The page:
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Old 10-26-2008, 04:35 PM
 
Location: New Hampshire
2,257 posts, read 6,988,594 times
Reputation: 4062

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Since you mentioned VT and upstate NY, you might want to look into NH as well.

I would say that the overall economy and cost of living is better in NH than in VT, although it certainly isn't wonderful here either. But if you love four seasons, snow, outdoor activities, and easy access to large cities, it's hard to beat. Since NH has no state sales tax or income tax, most of the government's revenue comes from property taxes, which vary dramatically from town to town. Some towns have very high property taxes, so you have to do your research.

Pretty much anywhere in the state is within 45 minutes of a college. However, the southeastern part of the state is certainly the best for job opportunities. The state's largest cities are located in this area, including Manchester (pop. 107,000), Nashua (pop. 87,000), Concord (pop. 41,000), Rochester (pop. 28,000), and Portsmouth (pop. 21,000). The great thing, though, is that there are lots of small, traditional New England towns in close proximity to these cities.

I would recommend looking at towns east of I-93 and west of I-95 / Route 16, especially along Route 4. The other option is west of I-93 and Route 3, where there are lots of small towns with easy access to the cities. And all of these places are only about an hour away from the Boston area to boot. The farther west and north you go in the state, the more rural / scenic it becomes (especially in the Lakes Region around Laconia and further north in the White Mountains, the tallest mountains in the Northeast), but jobs are harder to find in these areas.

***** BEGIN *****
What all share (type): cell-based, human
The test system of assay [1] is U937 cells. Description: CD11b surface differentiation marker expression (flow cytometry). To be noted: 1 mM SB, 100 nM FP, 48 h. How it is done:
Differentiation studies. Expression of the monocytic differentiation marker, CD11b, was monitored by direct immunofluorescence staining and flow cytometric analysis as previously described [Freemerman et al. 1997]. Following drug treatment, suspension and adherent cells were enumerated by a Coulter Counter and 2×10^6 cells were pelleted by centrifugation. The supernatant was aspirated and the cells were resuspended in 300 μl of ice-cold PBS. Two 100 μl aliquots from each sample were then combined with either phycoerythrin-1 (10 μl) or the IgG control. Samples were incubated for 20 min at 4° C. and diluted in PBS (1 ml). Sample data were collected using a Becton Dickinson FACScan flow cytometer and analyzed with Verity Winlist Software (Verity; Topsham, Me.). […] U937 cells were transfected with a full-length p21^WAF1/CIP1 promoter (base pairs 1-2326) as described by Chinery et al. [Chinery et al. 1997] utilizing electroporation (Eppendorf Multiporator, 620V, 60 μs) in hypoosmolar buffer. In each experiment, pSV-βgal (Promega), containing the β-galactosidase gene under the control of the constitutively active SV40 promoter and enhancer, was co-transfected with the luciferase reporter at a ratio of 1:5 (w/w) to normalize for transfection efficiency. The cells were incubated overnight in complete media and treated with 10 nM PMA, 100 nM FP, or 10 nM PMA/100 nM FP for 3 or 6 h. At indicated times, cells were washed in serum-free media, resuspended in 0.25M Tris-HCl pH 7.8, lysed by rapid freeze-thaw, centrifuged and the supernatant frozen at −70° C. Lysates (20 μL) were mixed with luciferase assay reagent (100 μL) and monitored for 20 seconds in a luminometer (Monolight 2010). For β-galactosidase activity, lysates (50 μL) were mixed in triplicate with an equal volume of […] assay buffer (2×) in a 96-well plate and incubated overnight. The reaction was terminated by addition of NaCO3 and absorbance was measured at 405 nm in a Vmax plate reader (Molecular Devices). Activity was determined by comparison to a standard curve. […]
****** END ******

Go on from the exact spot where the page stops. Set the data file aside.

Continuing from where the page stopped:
However, if you really like the outdoors, it's worth looking into these areas. Construction is a large sector of the local econonmy, as is hospitality (major tourist region). But regardless of where you live in NH, you're always minutes from a plethora of outdoor activity possibilities; it's also recently been rated the safest state in the nation and the second healthiest.

So, yeah, everyone likes to plug their own state, but based on your interests I think it might worth taking a look at NH.
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Old 10-27-2008, 08:48 AM
 
1,094 posts, read 2,665,868 times
Reputation: 723
Thanks Verseau, I will look into NH, great post! I appreciate all the help I'm getting from everyone.There's so many choices!
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Old 10-27-2008, 09:15 AM
 
Location: The Styxxx OK
28 posts, read 69,037 times
Reputation: 61
We needed to get out of Colorado because of the cold (DH had a stroke). Were led to OK/AR through the internet. We found a 50 acres ranch with 2850 sf house for $150,000. Jumped right on it (it's in eastern Oklahoma.) The benefit was that we are 25 miles from Fort Smith, Arkansas which is still growing. There are factories, shopping, great schools, cultural events (nearly something every weekend throughout the year). The people are friendly and helpful and a joy to be around. Tulsa is a couple of hours away (great concerts). I have a son at the University of Arkansas at Fort Smith in the only interpretive history program offered in the country. They also have a really good business school. Fayetteville, where the U of A main campus is, and is only an hour north. They have a lot of concerts and events also. This past weekend there were 4 events in this area. Couldn't get to all of them. Check it out.